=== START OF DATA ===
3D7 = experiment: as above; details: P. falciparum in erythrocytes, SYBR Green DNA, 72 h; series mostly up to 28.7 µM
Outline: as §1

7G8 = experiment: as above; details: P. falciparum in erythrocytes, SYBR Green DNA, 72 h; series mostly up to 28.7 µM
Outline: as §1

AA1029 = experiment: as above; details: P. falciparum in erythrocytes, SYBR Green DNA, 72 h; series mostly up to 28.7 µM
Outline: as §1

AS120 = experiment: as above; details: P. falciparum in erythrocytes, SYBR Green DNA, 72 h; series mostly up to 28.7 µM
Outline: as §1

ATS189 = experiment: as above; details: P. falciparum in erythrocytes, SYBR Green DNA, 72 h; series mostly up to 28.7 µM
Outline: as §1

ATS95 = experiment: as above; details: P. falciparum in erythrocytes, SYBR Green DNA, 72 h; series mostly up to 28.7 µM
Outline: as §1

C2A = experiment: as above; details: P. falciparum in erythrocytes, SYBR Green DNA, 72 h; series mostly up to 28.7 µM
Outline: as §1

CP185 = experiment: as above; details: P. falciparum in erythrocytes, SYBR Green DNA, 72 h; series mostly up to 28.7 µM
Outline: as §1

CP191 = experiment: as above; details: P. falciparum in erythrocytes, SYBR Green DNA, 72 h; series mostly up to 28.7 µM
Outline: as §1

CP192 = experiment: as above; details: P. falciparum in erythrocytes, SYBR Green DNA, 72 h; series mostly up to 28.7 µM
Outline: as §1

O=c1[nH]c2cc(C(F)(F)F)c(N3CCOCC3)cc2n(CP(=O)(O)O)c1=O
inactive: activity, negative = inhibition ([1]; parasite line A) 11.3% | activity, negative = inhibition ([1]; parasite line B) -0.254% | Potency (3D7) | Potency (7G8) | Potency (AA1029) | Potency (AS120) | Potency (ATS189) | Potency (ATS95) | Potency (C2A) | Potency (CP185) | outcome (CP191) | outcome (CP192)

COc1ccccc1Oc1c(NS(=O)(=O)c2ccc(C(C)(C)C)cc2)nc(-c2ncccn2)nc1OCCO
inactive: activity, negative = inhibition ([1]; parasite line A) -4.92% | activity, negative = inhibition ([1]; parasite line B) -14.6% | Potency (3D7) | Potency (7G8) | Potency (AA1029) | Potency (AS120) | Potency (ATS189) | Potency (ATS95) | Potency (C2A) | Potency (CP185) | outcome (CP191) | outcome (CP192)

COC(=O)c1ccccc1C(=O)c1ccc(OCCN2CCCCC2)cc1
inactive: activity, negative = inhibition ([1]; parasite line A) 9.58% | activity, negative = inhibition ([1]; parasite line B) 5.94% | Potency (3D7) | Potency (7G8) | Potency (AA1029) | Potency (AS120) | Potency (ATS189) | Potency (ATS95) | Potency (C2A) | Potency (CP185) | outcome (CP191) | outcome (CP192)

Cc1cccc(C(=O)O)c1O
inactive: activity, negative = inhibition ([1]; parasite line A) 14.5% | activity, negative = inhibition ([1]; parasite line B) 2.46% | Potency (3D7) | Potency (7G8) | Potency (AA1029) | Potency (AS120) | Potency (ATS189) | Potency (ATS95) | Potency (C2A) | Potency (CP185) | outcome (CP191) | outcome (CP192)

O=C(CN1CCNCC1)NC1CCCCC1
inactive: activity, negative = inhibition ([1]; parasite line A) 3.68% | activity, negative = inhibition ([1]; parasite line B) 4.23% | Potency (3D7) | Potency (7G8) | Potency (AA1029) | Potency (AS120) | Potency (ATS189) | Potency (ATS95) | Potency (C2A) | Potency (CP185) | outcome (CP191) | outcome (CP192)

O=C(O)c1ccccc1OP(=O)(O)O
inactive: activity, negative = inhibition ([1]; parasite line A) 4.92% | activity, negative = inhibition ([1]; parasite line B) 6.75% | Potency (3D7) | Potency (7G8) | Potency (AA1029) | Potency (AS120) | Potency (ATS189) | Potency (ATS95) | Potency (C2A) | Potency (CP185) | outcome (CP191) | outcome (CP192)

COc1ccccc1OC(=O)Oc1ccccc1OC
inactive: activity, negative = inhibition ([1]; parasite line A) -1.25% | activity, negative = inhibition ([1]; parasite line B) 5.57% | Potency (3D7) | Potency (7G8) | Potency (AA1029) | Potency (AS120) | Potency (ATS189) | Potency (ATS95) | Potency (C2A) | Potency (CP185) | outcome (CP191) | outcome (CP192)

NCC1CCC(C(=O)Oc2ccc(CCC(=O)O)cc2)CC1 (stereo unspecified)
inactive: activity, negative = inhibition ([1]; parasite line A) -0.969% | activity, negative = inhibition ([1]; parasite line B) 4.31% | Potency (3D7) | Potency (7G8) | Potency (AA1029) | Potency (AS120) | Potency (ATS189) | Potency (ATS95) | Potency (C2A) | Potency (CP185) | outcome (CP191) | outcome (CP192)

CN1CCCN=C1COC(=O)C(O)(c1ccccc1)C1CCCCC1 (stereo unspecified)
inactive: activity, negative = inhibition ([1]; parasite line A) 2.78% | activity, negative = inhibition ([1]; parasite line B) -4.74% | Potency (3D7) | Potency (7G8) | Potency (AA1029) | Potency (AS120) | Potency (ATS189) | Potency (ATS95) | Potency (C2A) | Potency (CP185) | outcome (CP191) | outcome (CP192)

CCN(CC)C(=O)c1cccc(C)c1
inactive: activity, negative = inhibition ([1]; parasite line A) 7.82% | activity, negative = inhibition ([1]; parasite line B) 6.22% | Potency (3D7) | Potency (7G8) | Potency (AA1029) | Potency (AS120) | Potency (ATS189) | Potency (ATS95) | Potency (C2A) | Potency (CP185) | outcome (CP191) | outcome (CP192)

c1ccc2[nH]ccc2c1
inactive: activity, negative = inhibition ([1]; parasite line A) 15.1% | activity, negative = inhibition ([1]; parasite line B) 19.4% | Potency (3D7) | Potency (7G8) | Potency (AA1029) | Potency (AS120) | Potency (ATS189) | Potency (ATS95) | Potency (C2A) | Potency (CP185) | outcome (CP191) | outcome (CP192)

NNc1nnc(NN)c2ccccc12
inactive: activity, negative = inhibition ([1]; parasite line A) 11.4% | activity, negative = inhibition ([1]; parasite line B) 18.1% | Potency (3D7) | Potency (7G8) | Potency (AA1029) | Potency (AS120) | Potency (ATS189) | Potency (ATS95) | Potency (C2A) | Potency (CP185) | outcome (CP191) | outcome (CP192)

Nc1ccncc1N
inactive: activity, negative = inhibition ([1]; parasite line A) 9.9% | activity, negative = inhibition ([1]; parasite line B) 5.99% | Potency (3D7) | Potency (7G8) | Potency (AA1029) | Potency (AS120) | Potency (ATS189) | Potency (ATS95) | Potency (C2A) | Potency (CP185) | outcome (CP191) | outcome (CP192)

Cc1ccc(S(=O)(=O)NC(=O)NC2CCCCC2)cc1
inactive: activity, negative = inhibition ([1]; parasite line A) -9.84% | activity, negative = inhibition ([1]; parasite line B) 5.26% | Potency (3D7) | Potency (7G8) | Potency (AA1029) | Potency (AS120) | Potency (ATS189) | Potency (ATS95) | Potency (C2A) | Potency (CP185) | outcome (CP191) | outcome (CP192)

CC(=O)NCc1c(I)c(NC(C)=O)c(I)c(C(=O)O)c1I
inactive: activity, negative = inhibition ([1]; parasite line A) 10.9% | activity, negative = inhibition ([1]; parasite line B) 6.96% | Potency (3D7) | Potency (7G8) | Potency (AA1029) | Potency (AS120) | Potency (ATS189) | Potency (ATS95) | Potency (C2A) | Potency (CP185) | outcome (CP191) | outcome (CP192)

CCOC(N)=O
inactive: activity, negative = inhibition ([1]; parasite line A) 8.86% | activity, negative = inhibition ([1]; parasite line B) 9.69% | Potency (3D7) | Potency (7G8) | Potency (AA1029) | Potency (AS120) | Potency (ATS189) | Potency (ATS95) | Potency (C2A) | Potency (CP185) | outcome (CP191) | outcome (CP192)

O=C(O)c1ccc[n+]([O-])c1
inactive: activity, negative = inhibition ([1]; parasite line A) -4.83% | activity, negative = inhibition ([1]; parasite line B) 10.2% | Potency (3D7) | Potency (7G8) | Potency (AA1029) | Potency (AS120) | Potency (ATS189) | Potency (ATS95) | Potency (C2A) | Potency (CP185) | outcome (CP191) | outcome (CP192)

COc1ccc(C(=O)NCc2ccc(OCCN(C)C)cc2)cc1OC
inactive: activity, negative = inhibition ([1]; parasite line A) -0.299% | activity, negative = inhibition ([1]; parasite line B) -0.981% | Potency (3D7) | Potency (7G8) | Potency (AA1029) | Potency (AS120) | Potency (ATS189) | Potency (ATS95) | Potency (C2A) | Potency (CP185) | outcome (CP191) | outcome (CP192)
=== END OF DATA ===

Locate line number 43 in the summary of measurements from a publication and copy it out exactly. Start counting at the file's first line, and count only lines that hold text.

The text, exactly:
NNc1nnc(NN)c2ccccc12